Plants are sessile organisms, obstinately face adverse environmental perturbations termed as abiotic stresses, most important being drought, soil salinity, extreme temperatures, and heavy metals [3]. Abiotic stresses have become a major challenge due to their widespread nature and the devastating impacts on plant growth, yields and the quality of plant produce. However, plants have developed intricate mechanisms for sensing and responding to environmental changes [4]. To turn on protective mechanisms, plants trigger a network of genetic regulations including altered expression of large proportion of genes by transcriptional and/or translational regulations [5].

Advertisement

2. miRNA biosynthesis and their conservation in plants

miRNA is ranges from 20 to 24 nucleotide base pair in length and non-coding RNA molecule [6]. MIR gene (miRNA genes) found in intergenic area of genome but some miRNA gene also found within intronic region in both sense or antisense direction. miRNA biomolecules are grouped in the genome and transcribed collectively as long polycistronic RNAs. miRNA synthesis occurs in the nucleus (Figure 1).

Figure 1.

Biosynthesis and mode of action of miRNA. Source: Djami-Tchatchou et al. [50].

MIR genes transcribed into a specific primary transcript by the RNA polymerase II [6]. These are distinctive and specific primary transcripts modified at 5′ end by capping with a modified nucleotide and polyadenylated tail at the 3′ end with some adenosines [7]. The miRNAs are further modified by DICER-LIKE (DCL1), serrate (SE) and Hyponastic leaves 1 (HYL1) into precursors miRNA (pre-miRNAs). Pre-miRNA is a hairpin like structure. miRNA: miRNA duplexes produce in nucleus by further modification of pre-miRNAs by DCL1 [7].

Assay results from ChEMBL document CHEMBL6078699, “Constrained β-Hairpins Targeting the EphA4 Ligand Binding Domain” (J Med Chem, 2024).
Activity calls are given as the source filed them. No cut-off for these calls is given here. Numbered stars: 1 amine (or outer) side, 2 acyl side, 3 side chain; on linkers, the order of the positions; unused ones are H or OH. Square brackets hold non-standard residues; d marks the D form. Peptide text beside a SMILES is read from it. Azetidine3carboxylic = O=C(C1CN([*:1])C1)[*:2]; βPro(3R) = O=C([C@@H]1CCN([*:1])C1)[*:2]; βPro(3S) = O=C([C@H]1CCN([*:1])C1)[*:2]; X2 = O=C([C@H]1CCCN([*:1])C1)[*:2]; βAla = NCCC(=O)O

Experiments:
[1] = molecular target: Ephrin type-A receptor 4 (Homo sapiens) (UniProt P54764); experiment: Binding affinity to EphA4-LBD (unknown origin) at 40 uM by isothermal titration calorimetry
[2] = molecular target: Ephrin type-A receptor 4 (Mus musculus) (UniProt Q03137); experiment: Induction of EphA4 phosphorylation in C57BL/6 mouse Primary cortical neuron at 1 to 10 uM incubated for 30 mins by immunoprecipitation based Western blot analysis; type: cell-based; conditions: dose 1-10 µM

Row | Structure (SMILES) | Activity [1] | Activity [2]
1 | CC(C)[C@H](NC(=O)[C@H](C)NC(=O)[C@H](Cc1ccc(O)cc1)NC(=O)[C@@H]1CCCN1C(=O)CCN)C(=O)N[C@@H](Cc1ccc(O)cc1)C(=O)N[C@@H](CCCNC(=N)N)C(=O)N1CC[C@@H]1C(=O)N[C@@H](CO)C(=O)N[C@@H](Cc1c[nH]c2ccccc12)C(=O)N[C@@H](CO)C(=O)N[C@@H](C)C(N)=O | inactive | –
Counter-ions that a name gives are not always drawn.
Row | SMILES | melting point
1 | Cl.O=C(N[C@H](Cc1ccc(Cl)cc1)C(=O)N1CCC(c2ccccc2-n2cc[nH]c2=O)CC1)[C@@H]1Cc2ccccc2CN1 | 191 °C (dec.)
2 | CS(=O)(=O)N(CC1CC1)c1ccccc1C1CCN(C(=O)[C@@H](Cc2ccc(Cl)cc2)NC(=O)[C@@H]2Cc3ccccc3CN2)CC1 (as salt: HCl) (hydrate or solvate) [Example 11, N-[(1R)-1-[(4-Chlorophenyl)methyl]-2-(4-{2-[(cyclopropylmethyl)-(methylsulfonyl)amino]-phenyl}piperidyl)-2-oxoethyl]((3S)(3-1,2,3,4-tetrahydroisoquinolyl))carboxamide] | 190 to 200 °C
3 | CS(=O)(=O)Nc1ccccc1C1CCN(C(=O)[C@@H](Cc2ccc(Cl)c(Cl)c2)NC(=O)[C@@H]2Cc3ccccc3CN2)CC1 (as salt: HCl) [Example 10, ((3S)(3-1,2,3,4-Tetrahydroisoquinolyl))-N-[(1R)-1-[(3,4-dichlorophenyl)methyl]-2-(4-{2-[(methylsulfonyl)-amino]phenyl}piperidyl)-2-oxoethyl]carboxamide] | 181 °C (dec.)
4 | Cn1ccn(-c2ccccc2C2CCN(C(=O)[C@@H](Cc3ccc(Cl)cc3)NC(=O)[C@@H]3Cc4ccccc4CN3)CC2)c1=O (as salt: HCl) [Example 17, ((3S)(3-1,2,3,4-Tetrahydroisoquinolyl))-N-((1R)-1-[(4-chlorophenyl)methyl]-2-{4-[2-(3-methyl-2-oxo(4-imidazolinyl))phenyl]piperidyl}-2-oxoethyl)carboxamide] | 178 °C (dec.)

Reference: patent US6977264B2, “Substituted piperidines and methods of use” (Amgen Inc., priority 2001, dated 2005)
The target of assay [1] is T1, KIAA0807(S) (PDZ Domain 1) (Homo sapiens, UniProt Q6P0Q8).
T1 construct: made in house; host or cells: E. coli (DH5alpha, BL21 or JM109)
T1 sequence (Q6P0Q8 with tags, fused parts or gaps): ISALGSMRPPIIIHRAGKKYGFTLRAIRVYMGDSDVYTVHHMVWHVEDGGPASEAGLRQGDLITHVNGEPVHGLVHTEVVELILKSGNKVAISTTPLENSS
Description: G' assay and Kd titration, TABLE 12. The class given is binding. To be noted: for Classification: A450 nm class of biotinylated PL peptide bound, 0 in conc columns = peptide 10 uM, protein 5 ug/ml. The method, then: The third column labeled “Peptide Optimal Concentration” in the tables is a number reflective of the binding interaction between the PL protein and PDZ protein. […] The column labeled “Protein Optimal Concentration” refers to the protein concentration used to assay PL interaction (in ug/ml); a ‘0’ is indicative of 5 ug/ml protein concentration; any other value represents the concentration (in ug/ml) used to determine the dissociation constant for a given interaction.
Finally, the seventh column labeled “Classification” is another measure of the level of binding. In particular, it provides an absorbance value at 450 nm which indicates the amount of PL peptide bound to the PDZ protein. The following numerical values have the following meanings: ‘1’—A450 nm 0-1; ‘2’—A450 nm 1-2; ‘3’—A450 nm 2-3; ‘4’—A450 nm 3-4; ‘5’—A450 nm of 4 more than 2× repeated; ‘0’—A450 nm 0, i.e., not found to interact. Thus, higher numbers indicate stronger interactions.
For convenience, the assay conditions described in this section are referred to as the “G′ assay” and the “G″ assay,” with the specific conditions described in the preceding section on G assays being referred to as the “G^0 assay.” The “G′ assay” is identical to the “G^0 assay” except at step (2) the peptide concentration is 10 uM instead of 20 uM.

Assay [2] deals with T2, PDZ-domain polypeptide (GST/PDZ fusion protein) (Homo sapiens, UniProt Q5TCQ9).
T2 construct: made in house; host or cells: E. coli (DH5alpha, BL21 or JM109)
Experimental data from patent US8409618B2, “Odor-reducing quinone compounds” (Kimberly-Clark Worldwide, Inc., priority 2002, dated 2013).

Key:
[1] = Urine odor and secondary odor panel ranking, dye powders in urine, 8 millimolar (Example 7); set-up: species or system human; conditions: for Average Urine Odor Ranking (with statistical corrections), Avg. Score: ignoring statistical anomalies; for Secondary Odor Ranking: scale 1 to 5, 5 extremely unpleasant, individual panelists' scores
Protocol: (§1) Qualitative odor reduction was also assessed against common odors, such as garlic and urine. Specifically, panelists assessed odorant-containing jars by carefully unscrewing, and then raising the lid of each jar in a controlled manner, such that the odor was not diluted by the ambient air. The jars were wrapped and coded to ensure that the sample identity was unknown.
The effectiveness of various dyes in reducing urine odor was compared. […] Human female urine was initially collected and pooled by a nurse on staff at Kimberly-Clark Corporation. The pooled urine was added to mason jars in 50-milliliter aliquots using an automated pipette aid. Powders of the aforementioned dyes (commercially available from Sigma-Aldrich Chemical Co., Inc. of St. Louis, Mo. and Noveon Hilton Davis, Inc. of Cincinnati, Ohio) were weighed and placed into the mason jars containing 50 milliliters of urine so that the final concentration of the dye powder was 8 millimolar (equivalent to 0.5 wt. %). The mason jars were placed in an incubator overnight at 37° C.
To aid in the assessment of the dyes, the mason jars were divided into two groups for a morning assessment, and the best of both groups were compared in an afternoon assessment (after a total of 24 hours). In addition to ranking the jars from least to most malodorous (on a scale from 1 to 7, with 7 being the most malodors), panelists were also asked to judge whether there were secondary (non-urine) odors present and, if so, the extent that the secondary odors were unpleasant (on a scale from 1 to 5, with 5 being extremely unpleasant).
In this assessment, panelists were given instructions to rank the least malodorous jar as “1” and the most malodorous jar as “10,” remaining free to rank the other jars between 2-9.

S-adenosyl-L-methionine dependent RNA methyltransferase enzyme responsible for duplex methylation and HUA enhancer 1 at their 3′ end (HEN1) [8]. Plant homologous of EXPORTIN 5 and HASTY transport this modified duplex into cytoplasm [9]. After transportation duplex separated by RNA-induced silencing complex (RISC) along with ARGONAUTE (AGO) protein [10, 11]. One strand of the miRNA is inserted into AGO protein comprised RISC complex, while other stand degraded by exosome along with small-RNA degrading nuclease [8]. This miRNA promotes the RISC loading to complementary mRNAs targets. Mature miRNAs showed resemblance with the target mRNA encourages site-specific cleavage of target mRNA while miRNAs along with some damaged base pairing with target mRNA leads inhibition of translation [8].